What happens when we run out of steam? For example, when people climb into the thin mountain air of the Andes or leave miles behind in a marathon - without folding up right away? Our bodies adapt - deep into each of our billions of cells. And they need oxygen to make energy out of nutrients. Only then can they do their job: a muscle cell that contracts, a nerve cell that sends a signal to its neighbor. Or a cell of the gastric mucosa that produces acid to digest the snack while climbing or from kilometer 20 onwards.
No less than the air we breathe, this year's Nobel Prize for medicine or physiology. The oxygen that comes from our lungs in the blood - and which we need to survive. If he suddenly runs short, an ingenious system reaches into our cells. It was discovered by William Kaelin, Sir Peter Ratcliffe and Gregg Semenza. The three researchers have discovered the molecular mechanism that guarantees that it will not take our breath and virtually any animal's breath.
At the beginning there was a substance that many only know of doping scandals, for example, among racing cyclists: erythropoietin, Epo for short. Epo is released by the kidney when there is too little oxygen in the blood. It ensures that red blood cells are formed that transport oxygen. This keeps the body even more efficient when we are practically snorting, so there is little O2 present.
That Epo has this effect, scientists discovered as early as the eighties. The two Nobel laureates Peter Ratcliffe and Gregg Semenza, however, wondered: how exactly does the body ensure that more Epo is formed when the oxygen is scarce? To find out, Semenza at Johns Hopkins University studied genetically engineered mice and Ratcliffe at Oxford University cell cultures (for example, PNAS : Semenza et al., 1989; PNAS : Pugh, Ratcliffe et al., 1991). Their result: If cells were missing from O2, they were particularly likely to find a specific protein called HIF - short for hypoxia-induced factor ( Molecular and Cellular Biology : Semenza & Wang, 1992). HIF can be thought of as a switch that displays or displays the gene activity of Epo. Docks HIF on the DNA of the cell, which boosts the Epo production.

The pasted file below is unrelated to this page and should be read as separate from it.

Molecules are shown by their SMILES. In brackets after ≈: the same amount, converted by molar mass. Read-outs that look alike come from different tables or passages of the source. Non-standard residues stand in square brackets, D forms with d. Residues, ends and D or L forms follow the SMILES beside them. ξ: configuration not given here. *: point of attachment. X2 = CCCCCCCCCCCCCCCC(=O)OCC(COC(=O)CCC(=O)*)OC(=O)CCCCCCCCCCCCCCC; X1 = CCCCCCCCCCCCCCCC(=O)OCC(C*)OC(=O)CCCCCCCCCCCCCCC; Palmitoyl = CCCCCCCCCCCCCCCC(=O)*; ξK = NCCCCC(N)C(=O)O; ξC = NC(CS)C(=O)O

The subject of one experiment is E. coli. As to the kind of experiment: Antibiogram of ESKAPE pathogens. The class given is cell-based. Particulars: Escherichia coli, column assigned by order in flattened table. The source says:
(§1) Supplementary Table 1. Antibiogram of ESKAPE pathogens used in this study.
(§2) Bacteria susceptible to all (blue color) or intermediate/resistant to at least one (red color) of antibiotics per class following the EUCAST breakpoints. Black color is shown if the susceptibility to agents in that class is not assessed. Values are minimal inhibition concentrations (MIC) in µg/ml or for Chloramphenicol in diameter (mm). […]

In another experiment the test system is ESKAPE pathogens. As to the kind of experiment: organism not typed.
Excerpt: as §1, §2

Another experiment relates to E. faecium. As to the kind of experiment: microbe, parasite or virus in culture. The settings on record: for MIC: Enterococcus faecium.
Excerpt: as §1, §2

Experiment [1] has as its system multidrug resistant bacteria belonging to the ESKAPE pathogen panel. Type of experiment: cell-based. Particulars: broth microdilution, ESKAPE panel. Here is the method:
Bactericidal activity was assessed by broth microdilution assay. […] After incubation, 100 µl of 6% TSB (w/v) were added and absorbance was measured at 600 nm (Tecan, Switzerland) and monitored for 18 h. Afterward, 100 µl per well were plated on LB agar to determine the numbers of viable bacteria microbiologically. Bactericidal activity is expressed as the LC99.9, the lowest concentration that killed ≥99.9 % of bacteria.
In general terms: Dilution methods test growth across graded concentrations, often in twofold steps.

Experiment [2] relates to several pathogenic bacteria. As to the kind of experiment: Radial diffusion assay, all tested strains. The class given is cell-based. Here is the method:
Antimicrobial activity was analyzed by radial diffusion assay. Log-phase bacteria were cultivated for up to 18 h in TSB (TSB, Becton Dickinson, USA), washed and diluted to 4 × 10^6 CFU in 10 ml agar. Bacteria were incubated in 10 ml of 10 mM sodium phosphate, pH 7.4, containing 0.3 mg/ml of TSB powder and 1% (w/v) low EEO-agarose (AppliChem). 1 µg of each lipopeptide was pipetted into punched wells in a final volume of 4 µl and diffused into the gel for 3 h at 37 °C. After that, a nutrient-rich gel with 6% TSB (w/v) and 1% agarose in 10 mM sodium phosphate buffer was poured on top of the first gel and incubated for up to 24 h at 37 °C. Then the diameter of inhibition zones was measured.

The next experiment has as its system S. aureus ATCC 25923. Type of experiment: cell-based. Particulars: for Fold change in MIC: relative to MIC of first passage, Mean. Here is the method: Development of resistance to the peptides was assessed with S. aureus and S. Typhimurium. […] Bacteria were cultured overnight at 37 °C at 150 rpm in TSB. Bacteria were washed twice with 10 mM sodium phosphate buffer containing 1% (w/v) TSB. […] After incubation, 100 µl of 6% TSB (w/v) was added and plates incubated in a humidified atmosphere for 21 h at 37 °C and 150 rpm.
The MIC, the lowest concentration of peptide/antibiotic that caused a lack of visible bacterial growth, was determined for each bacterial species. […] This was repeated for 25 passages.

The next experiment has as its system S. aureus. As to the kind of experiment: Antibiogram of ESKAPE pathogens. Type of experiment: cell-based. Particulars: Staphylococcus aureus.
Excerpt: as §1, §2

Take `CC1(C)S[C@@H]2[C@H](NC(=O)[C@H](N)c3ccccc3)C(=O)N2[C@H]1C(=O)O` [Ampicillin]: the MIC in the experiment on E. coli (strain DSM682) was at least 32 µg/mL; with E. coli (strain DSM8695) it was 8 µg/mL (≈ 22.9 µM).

So far so good. The only question left was why more HIF floats in cells when there is little oxygen left. This was answered by William Kaelin, the third Nobel Laureate in Medicine - a doctor who was actually researching a rare and hereditary cancer at Harvard - Von-Hippel-Lindau syndrome. People who have a specific mutation in the VHL gene often suffer from tumors on the retina, brain, and adrenal glands. In cells, VHL is responsible for breaking down certain proteins by docking to them.
By chance, Kaelin eventually discovered in his studies that VHL can also bind to a specific part of the HIF protein - thereby ensuring that the Epo switch itself is degraded. However, only if the cell has enough oxygen (because then oxygen molecules depend on the HIF protein, which in turn needs VHL to bind ( Science : Ivan, Kaelin et al., 2001).
Pretty complex basic research so and quite complicated. In simple terms, if the cell has too little oxygen, there is a lot of HIF. This ensures that a lot of Epo is made. However, if the cell has enough oxygen, VHL docks to the HIF, HIF is degraded and the Epo production decreases.